Personal and Economic Impact of COVID on Muslim-Owned Small Businesses

dc.contributor.advisorApps, Hannah J., 1955- (see also Hiles, Hannah J., 1955- and McKinney, Hannah J., 1955-)
dc.contributor.authorAijaz, Zishawn
dc.date.accessioned2022-04-24T16:43:55Z
dc.date.available2022-04-24T16:43:55Z
dc.date.issued2022-03-01
dc.description29 p.en_US
dc.description.abstractSmall Muslim-owned businesses are very common within the United States. There are restaurants, barbershops, massage parlors, and other kinds of companies managed by Muslims. It’s not easy for them as they are tasked with overcoming a myriad of obstacles not many people have to deal with. Obtaining proper documentation such as a green card and citizenship status is a challenge for them. In addition to dealing with these kinds of problems, there are other issues they have to deal with once they arrive in the United States. Although the attacks of 9-11 transpired almost two decades ago, Muslims still face a tremendous amount of unjust racism and bigotry and are still called “terrorists” and are recipients of other racist remarks. Hate crimes against Muslims are still among the highest compared to other oppressed and marginalized racial and religious groups. What occurred the past two years with the pandemic was especially difficult for Muslims across the globe; COVID-19 and the adjustments that were required due to social distancing were additions to the already substantial list of obstacles Muslim small business owners have to deal with.en_US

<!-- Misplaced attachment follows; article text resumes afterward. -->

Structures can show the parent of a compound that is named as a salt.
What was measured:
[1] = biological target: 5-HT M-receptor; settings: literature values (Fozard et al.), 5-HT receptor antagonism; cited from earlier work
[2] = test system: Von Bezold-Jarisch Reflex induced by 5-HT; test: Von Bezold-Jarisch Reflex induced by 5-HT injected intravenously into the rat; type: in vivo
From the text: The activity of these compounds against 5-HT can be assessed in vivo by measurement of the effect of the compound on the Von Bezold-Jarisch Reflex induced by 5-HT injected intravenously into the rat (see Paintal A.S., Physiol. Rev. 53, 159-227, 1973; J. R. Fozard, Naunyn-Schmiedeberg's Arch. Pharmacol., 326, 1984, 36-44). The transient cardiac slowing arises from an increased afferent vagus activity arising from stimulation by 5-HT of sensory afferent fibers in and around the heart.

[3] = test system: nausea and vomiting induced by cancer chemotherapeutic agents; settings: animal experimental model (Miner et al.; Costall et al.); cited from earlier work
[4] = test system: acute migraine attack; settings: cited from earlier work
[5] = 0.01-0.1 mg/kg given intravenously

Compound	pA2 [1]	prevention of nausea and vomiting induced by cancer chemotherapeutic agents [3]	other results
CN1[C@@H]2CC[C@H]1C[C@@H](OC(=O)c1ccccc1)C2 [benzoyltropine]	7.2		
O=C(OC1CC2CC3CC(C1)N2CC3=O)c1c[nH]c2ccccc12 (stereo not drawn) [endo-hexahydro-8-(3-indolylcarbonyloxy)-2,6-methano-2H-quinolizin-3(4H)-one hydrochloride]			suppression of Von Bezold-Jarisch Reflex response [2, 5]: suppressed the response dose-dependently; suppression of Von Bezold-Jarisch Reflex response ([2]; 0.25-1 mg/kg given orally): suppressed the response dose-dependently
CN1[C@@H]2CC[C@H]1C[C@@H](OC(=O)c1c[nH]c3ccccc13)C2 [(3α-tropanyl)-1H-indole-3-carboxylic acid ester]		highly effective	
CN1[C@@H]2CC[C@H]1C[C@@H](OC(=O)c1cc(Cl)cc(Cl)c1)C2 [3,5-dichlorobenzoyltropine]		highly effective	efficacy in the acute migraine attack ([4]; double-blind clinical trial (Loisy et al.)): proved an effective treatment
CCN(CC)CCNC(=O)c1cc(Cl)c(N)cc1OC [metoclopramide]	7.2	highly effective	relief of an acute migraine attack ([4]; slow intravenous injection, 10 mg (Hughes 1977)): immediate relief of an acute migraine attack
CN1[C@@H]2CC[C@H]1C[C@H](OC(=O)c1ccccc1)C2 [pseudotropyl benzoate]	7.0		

dc.format.mimetypeapplication/pdf
dc.identifier.urihttps://cache.kzoo.edu/handle/10920/43544
dc.language.isoen_USen_US
dc.relation.ispartofKalamazoo College Economics and Business Senior Individualized Projects Collection
dc.rightsU.S. copyright laws protect this material. Commercial use or distribution of this material is not permitted without prior written permission of the copyright holder.
dc.titlePersonal and Economic Impact of COVID on Muslim-Owned Small Businessesen_US
dc.typeThesisen_US
Files